Criterion (iv): Technological innovations in resource management, agriculture, and manufacturing of brick and iron at the Pyu Ancient Cities created the preconditions leading to significant advances in urban planning and building construction. These innovations resulted in the rise of the three earliest, largest, and most long-lived Buddhist urban settlements in all of Southeast Asia.  The Pyu cities’ urban morphology set a new template of extended urban format characterized by massive gated walls surrounded by moats; a network of roads and canals linking urban space within the walls with extensive areas of extramural development, containing civic amenities, monumental religious structures defined by towering stupas and sacred water bodies. At or near the center of each ancient city was an administrative compound containing the palace marking the cosmic hub of the Pyu political and social universe.

There are three Pyu ancient cities to be recognized the World Cultural Heritages, namely Halin, Beikthano and Sri Ksetra. These are prominent examples of trade, religious organizations, architectures and irrigation systems used in agriculture.


Located in the central region of Myanmar, Beikthano is also known as Vishnu City. The city might be the first capital of a cultural and political state in the history of Myanmar. The city spreads over an area of about 300ha, of which the length is  3000 meters and the width is 1000 meters. It’s worth mentioning that the walled city is surrounded by 6 meters – width wall system. Interestingly, the city has excavated many architectural ruins such as stupas, monasteries, walls, coins, decorative ceramics, cremation remains, etc.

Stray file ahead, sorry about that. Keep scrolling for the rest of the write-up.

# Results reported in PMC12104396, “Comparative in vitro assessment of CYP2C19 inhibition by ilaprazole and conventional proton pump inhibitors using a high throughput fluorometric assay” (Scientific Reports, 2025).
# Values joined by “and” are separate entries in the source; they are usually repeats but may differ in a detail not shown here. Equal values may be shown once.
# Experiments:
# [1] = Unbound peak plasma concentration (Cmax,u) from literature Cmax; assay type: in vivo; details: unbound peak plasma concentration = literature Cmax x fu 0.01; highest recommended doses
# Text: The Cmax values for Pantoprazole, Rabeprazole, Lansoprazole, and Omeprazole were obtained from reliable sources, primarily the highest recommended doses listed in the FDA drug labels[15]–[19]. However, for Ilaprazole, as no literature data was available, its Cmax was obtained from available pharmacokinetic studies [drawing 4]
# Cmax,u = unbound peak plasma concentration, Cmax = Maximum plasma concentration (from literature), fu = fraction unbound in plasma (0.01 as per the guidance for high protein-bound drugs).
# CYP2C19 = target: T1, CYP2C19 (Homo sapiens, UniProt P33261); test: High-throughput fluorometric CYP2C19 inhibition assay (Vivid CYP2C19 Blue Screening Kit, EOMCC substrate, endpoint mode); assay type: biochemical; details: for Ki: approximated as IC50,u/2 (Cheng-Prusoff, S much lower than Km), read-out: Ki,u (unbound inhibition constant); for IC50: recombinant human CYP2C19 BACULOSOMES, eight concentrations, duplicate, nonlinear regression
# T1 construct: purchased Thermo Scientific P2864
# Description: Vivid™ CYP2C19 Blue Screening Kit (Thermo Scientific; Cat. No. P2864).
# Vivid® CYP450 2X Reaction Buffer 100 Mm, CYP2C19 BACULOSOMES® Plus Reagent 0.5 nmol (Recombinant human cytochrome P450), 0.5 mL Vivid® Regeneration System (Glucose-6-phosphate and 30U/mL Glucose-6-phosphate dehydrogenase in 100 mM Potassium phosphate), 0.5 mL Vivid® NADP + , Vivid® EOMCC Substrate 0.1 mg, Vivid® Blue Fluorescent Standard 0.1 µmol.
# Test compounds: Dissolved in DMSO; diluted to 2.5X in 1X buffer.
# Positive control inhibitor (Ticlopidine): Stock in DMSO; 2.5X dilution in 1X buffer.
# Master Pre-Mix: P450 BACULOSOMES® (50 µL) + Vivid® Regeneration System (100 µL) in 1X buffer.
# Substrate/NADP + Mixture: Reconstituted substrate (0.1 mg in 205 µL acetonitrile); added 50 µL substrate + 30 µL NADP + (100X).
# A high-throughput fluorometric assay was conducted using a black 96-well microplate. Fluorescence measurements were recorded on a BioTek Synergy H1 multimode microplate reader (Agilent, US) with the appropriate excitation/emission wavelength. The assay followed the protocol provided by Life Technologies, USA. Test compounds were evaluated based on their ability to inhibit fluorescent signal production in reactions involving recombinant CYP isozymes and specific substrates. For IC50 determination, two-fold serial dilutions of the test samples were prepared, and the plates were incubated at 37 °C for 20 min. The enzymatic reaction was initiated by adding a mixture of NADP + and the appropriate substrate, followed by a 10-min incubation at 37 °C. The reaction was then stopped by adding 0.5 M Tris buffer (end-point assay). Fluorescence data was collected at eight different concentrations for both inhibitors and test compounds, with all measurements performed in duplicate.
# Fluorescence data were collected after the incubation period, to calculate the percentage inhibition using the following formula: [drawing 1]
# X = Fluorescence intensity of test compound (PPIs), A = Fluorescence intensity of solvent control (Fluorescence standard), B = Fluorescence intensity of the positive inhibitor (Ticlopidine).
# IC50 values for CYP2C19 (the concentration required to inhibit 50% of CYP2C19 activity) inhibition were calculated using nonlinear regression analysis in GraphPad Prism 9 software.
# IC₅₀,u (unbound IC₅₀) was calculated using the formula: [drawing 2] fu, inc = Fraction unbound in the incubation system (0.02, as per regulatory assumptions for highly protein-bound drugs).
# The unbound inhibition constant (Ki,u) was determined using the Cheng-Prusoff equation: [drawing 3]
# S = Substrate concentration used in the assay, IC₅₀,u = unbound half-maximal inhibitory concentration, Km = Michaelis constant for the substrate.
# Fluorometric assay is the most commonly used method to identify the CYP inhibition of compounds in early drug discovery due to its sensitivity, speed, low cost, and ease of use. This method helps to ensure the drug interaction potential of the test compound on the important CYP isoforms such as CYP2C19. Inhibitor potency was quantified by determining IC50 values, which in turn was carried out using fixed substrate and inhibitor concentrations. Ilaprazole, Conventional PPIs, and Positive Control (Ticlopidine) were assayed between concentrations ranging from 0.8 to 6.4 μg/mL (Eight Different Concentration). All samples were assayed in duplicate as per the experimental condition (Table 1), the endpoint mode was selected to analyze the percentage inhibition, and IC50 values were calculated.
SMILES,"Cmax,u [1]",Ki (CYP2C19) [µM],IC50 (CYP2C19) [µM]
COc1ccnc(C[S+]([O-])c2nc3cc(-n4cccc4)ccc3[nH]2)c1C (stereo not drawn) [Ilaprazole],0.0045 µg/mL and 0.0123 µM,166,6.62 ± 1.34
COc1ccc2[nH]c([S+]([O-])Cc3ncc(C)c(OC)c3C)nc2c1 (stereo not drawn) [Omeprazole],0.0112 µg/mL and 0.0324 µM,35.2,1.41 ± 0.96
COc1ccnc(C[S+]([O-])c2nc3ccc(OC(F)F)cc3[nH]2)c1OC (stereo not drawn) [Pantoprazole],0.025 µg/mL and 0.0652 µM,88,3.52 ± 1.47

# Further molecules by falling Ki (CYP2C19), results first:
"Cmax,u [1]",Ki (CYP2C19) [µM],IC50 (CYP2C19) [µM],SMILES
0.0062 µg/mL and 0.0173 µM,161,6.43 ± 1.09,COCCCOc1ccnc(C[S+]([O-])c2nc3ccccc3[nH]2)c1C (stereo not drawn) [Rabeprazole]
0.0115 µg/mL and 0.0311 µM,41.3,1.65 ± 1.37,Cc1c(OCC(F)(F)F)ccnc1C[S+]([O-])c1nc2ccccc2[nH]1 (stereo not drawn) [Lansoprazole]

Situated in Mu valley in the central region of Myanmar, Hanlin ancient city is also known as Halingyi. At the same time, the city is one of the largest irrigated areas in Myanmar. Spreading across an area of 664 hectares at the shape of a rectangle. The citadel features 4 main gates and 12 doors and is surrounded by a river or canal.

Sri Ksetra

Nestled to the south of the Pyu Kingdom, Sri Ksetra is also known as Thayekhittaya. The city is thought to be founded in the 7th  or 8th century. Additionally, it might serve as the capital of two or three dynasties, including the Vikrama dynasty, which created the Pyu calendar, which later became the official calendar of Myanmar.

Spreading across an area of about 1400 hectares, surrounded by 4.5 meters - high wall, this ancient city is characterized by 12 entrances and four temples placed at five corners of the citadel. Interestingly,  palaces, monasteries, and houses are located in the southern half of the city. Therefore, the whole of the north captures the attention of tourists by the fields which “’distribute” foods for the whole country when it is surrounded or attacked by the enemy. There is one thing interesting that this route is thought to be the road to India for the purpose of asking for the Buddhist scripture in 648.

Among the ruins, three “’worthy – visiting” tower temples including Bawbawgyi, Payagyi, and Payama.

Additionally, the ruins of the towers, Bebe for instance and stone sculptures related to the Buddhist Hindu are founded here.